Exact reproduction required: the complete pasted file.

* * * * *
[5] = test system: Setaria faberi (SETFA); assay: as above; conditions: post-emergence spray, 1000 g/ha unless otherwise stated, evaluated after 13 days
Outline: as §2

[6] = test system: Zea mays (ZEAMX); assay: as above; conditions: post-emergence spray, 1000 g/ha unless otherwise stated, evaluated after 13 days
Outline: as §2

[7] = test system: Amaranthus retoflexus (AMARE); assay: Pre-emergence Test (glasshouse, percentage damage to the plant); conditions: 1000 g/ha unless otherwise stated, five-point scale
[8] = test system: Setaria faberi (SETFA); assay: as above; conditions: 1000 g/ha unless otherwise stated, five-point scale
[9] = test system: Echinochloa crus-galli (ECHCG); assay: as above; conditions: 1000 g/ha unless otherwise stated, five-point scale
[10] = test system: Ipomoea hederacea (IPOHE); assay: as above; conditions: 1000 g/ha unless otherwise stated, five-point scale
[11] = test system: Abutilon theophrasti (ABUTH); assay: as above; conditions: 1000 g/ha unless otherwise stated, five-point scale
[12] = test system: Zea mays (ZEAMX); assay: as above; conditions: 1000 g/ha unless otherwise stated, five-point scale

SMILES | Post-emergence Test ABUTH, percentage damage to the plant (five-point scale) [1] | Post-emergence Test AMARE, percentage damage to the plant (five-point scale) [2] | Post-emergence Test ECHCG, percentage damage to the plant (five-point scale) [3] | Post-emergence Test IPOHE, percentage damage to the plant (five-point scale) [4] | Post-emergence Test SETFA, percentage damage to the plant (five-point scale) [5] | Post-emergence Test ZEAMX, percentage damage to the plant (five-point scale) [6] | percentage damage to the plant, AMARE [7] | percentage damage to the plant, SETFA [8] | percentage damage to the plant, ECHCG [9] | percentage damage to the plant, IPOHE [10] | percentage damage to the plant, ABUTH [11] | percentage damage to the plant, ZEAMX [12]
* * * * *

[5] = test system: Setaria faberi (SETFA); assay: as above; conditions: post-emergence spray, 1000 g/ha unless otherwise stated, evaluated after 13 days
Outline: as §2

[6] = test system: Zea mays (ZEAMX); assay: as above; conditions: post-emergence spray, 1000 g/ha unless otherwise stated, evaluated after 13 days
Outline: as §2

[7] = test system: Amaranthus retoflexus (AMARE); assay: Pre-emergence Test (glasshouse, percentage damage to the plant); conditions: 1000 g/ha unless otherwise stated, five-point scale
[8] = test system: Setaria faberi (SETFA); assay: as above; conditions: 1000 g/ha unless otherwise stated, five-point scale
[9] = test system: Echinochloa crus-galli (ECHCG); assay: as above; conditions: 1000 g/ha unless otherwise stated, five-point scale
[10] = test system: Ipomoea hederacea (IPOHE); assay: as above; conditions: 1000 g/ha unless otherwise stated, five-point scale
[11] = test system: Abutilon theophrasti (ABUTH); assay: as above; conditions: 1000 g/ha unless otherwise stated, five-point scale
[12] = test system: Zea mays (ZEAMX); assay: as above; conditions: 1000 g/ha unless otherwise stated, five-point scale

SMILES | Post-emergence Test ABUTH, percentage damage to the plant (five-point scale) [1] | Post-emergence Test AMARE, percentage damage to the plant (five-point scale) [2] | Post-emergence Test ECHCG, percentage damage to the plant (five-point scale) [3] | Post-emergence Test IPOHE, percentage damage to the plant (five-point scale) [4] | Post-emergence Test SETFA, percentage damage to the plant (five-point scale) [5] | Post-emergence Test ZEAMX, percentage damage to the plant (five-point scale) [6] | percentage damage to the plant, AMARE [7] | percentage damage to the plant, SETFA [8] | percentage damage to the plant, ECHCG [9] | percentage damage to the plant, IPOHE [10] | percentage damage to the plant, ABUTH [11] | percentage damage to the plant, ZEAMX [12]